U.S. President Donald Trump says he "did not make" and does not possess any audio recordings of his meetings with former FBI Director James Comey.
But Trump also said in tweets issued on June 22 that he has "no idea" whether other "tapes" or recordings do exist.
There had been speculation that Trump did have tapes of some of his meetings with Comey because he tweeted in May that Comey "better hope that there are no 'tapes' of our conversations before he starts leaking to the press!"
Trump fired Comey on May 9.
Shortly afterward, Comey said that Trump had asked him during one of their meetings to pledge his loyalty and that the president had also said he "hoped" Comey would drop his investigation of former national security adviser Michael Flynn over alleged ties to Russian officials.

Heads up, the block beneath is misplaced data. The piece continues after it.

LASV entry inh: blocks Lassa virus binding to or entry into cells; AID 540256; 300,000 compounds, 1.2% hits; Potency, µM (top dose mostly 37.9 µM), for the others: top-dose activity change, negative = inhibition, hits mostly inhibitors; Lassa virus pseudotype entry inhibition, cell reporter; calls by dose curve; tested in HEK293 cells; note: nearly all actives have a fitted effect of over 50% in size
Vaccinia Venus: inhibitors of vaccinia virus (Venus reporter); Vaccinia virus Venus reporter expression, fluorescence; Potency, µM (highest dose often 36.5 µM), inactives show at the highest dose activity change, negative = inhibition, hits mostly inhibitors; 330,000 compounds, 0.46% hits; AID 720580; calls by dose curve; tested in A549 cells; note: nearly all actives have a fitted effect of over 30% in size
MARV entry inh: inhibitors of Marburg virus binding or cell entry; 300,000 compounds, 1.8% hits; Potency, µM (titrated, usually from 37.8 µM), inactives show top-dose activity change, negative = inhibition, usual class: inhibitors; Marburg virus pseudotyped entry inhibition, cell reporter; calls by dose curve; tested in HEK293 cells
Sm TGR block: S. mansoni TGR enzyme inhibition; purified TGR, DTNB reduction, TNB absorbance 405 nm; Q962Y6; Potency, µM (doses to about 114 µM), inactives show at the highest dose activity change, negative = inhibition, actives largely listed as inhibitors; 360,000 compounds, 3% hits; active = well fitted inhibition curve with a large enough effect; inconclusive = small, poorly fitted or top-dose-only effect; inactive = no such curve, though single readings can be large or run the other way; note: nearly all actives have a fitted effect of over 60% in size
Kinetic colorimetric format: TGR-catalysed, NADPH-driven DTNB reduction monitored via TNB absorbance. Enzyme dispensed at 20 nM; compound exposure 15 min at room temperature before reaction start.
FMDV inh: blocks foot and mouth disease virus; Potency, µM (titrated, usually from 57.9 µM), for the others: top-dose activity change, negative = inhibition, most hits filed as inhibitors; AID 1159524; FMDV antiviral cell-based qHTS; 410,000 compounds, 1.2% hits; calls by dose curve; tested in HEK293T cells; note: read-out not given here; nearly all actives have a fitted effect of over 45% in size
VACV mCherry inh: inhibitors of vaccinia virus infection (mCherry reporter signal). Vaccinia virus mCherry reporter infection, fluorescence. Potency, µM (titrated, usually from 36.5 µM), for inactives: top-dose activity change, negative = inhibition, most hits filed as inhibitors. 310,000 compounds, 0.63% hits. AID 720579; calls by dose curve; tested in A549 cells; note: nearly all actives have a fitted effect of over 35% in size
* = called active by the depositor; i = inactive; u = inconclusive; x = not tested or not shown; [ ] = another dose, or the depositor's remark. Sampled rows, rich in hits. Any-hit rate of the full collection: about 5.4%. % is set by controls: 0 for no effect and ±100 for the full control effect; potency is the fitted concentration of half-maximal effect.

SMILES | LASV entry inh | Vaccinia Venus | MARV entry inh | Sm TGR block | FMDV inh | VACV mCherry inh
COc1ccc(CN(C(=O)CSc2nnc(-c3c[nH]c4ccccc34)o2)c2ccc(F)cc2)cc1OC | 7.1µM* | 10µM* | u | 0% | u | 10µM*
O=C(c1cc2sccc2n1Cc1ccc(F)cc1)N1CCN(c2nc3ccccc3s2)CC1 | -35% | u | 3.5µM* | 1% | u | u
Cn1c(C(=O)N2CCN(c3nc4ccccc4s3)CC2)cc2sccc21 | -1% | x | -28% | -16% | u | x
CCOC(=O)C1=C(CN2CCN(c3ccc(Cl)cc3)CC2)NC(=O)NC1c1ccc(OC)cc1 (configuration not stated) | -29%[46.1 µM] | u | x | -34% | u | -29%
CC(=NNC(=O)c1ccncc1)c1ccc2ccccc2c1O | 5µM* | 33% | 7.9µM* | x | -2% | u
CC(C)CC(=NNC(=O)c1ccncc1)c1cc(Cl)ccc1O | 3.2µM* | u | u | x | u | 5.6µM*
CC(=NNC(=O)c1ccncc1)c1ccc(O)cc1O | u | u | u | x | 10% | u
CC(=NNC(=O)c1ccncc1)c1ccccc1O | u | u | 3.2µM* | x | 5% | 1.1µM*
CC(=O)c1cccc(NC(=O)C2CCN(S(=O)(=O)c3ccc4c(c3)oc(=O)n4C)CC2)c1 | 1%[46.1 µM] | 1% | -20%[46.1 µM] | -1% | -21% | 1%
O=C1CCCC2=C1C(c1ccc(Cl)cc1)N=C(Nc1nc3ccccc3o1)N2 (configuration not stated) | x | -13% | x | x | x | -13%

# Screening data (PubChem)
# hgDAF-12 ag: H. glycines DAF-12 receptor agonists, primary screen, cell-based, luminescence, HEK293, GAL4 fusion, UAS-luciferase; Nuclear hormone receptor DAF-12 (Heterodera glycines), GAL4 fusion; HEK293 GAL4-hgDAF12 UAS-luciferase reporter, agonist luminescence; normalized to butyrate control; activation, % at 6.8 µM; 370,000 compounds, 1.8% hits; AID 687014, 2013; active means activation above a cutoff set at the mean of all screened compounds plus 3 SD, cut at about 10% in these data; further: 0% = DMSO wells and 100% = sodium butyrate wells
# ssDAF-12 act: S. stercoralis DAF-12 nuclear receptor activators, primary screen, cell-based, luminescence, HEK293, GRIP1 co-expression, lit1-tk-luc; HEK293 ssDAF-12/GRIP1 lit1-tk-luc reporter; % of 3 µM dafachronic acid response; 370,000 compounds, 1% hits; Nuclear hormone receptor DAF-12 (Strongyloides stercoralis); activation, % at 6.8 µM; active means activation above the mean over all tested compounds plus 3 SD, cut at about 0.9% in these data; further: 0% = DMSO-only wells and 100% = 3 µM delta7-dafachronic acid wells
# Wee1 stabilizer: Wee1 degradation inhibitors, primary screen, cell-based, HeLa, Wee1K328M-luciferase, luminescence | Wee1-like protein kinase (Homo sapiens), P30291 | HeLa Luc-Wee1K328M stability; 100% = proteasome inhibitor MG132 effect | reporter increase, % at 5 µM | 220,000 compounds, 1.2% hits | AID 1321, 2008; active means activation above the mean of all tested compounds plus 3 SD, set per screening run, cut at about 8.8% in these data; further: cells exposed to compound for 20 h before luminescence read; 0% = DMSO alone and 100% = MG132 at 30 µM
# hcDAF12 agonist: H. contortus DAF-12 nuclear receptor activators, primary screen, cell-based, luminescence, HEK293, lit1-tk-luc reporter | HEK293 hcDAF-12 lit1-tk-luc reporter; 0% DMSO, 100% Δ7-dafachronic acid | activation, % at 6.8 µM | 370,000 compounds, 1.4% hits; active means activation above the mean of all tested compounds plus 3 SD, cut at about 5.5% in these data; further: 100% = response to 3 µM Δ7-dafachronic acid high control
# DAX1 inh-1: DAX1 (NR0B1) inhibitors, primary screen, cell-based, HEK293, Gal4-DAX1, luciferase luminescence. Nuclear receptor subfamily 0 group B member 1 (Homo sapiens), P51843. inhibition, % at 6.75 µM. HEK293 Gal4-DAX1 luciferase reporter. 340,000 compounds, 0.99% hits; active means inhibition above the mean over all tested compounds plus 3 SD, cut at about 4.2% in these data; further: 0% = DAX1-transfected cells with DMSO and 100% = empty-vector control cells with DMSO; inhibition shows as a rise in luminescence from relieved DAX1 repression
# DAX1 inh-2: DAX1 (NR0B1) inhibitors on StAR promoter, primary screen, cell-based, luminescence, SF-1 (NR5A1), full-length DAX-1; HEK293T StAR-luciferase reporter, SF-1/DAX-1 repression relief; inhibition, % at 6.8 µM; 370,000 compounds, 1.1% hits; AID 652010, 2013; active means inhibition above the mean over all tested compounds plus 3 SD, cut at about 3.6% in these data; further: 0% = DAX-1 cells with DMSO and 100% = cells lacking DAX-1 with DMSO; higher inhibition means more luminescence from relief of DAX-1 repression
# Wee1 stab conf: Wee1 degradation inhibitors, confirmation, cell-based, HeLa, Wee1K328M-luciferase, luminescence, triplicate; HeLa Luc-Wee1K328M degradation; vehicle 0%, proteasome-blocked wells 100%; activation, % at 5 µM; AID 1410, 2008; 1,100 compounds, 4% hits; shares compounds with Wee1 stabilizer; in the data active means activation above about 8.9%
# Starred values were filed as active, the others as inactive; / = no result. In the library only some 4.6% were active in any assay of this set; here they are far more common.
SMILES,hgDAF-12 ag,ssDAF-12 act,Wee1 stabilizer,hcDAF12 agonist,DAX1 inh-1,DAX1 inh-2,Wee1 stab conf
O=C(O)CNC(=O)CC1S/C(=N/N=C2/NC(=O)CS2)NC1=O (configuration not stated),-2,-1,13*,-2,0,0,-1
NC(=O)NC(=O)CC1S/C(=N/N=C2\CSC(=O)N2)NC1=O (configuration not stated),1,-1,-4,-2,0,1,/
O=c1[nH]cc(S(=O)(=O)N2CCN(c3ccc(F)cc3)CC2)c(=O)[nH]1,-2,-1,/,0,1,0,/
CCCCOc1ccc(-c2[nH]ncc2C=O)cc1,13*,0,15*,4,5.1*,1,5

Trump denies Comey's claims.
The idea of a U.S. president recording private conversations in the White House reminds many of the Watergate scandal of 1972-73, when President Richard Nixon made tapes and later destroyed them before resigning the presidency under pressure.
There is a post-Watergate law that makes the destruction of any possible presidential recordings to be a crime.
The House of Representatives committee that is investigating Russian interference in the 2016 presidential election had set a June 23 deadline for the White House to hand over any tapes it might have of the Comey conversations.